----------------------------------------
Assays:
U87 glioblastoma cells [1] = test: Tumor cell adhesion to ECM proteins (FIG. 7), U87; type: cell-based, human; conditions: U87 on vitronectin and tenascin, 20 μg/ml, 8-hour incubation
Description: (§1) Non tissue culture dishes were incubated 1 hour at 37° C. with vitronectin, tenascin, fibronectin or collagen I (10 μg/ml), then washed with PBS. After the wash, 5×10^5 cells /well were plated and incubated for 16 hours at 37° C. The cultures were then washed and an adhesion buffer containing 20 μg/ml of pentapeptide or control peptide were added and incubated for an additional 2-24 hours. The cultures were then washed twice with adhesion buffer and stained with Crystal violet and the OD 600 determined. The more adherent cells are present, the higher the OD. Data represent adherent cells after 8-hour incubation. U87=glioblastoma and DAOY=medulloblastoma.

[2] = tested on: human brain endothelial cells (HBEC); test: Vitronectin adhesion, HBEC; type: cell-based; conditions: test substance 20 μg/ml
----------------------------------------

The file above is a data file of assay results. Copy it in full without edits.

Assays:
U87 glioblastoma cells [1] = test: Tumor cell adhesion to ECM proteins (FIG. 7), U87; type: cell-based, human; conditions: U87 on vitronectin and tenascin, 20 μg/ml, 8-hour incubation
Description: (§1) Non tissue culture dishes were incubated 1 hour at 37° C. with vitronectin, tenascin, fibronectin or collagen I (10 μg/ml), then washed with PBS. After the wash, 5×10^5 cells /well were plated and incubated for 16 hours at 37° C. The cultures were then washed and an adhesion buffer containing 20 μg/ml of pentapeptide or control peptide were added and incubated for an additional 2-24 hours. The cultures were then washed twice with adhesion buffer and stained with Crystal violet and the OD 600 determined. The more adherent cells are present, the higher the OD. Data represent adherent cells after 8-hour incubation. U87=glioblastoma and DAOY=medulloblastoma.

[2] = tested on: human brain endothelial cells (HBEC); test: Vitronectin adhesion, HBEC; type: cell-based; conditions: test substance 20 μg/ml